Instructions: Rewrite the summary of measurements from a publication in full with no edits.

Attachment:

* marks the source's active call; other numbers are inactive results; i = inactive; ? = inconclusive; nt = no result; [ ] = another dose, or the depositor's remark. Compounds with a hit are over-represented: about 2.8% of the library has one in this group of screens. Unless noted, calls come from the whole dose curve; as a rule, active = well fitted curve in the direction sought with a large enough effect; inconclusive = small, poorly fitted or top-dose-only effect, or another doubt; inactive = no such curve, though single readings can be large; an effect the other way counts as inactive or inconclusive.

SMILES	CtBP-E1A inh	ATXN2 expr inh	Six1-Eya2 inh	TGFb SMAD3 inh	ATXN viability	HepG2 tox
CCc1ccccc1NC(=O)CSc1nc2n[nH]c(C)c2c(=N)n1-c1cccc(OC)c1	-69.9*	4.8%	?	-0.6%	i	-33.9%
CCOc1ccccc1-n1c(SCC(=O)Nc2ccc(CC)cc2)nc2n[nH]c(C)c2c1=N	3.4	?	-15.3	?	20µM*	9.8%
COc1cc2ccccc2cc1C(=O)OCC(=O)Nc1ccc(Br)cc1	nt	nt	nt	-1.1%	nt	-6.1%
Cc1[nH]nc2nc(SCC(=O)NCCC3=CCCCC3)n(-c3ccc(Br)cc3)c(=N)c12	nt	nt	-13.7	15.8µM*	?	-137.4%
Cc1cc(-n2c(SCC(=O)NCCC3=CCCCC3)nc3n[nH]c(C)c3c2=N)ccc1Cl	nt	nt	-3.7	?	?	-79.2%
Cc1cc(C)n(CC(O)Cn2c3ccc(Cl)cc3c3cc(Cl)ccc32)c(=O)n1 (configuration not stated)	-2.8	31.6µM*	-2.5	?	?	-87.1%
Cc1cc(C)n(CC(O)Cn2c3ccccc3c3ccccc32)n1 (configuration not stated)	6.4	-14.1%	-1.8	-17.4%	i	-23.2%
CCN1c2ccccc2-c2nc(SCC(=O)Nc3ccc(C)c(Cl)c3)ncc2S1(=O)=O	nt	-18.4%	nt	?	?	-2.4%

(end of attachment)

* marks the source's active call; other numbers are inactive results; i = inactive; ? = inconclusive; nt = no result; [ ] = another dose, or the depositor's remark. Compounds with a hit are over-represented: about 2.8% of the library has one in this group of screens. Unless noted, calls come from the whole dose curve; as a rule, active = well fitted curve in the direction sought with a large enough effect; inconclusive = small, poorly fitted or top-dose-only effect, or another doubt; inactive = no such curve, though single readings can be large; an effect the other way counts as inactive or inconclusive.

SMILES	CtBP-E1A inh	ATXN2 expr inh	Six1-Eya2 inh	TGFb SMAD3 inh	ATXN viability	HepG2 tox
CCc1ccccc1NC(=O)CSc1nc2n[nH]c(C)c2c(=N)n1-c1cccc(OC)c1	-69.9*	4.8%	?	-0.6%	i	-33.9%
CCOc1ccccc1-n1c(SCC(=O)Nc2ccc(CC)cc2)nc2n[nH]c(C)c2c1=N	3.4	?	-15.3	?	20µM*	9.8%
COc1cc2ccccc2cc1C(=O)OCC(=O)Nc1ccc(Br)cc1	nt	nt	nt	-1.1%	nt	-6.1%
Cc1[nH]nc2nc(SCC(=O)NCCC3=CCCCC3)n(-c3ccc(Br)cc3)c(=N)c12	nt	nt	-13.7	15.8µM*	?	-137.4%
Cc1cc(-n2c(SCC(=O)NCCC3=CCCCC3)nc3n[nH]c(C)c3c2=N)ccc1Cl	nt	nt	-3.7	?	?	-79.2%
Cc1cc(C)n(CC(O)Cn2c3ccc(Cl)cc3c3cc(Cl)ccc32)c(=O)n1 (configuration not stated)	-2.8	31.6µM*	-2.5	?	?	-87.1%
Cc1cc(C)n(CC(O)Cn2c3ccccc3c3ccccc32)n1 (configuration not stated)	6.4	-14.1%	-1.8	-17.4%	i	-23.2%
CCN1c2ccccc2-c2nc(SCC(=O)Nc3ccc(C)c(Cl)c3)ncc2S1(=O)=O	nt	-18.4%	nt	?	?	-2.4%